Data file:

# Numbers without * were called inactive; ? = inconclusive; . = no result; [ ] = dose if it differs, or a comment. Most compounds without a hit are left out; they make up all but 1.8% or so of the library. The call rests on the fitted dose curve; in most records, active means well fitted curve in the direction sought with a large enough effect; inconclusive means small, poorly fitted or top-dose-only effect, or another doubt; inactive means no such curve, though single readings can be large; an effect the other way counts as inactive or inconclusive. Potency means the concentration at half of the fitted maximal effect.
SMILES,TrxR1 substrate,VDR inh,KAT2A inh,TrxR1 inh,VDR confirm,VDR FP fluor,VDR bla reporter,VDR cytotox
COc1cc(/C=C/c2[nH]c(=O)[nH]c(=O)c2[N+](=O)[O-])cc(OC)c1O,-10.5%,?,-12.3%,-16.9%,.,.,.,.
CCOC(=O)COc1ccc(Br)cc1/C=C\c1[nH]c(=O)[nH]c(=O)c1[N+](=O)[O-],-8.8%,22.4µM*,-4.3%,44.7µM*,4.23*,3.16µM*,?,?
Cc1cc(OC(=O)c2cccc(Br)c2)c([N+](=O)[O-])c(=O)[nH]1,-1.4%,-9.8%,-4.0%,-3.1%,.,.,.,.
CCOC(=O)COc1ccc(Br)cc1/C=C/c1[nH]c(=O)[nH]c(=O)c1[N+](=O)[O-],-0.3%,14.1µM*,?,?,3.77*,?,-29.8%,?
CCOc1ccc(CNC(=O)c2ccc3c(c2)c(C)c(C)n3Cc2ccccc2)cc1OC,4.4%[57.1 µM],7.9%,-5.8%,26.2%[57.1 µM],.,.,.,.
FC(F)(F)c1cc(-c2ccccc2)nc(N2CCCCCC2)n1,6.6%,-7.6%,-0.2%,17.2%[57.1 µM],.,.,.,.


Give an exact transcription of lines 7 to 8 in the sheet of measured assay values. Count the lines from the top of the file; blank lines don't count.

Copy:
CCOc1ccc(CNC(=O)c2ccc3c(c2)c(C)c(C)n3Cc2ccccc2)cc1OC,4.4%[57.1 µM],7.9%,-5.8%,26.2%[57.1 µM],.,.,.,.
FC(F)(F)c1cc(-c2ccccc2)nc(N2CCCCCC2)n1,6.6%,-7.6%,-0.2%,17.2%[57.1 µM],.,.,.,.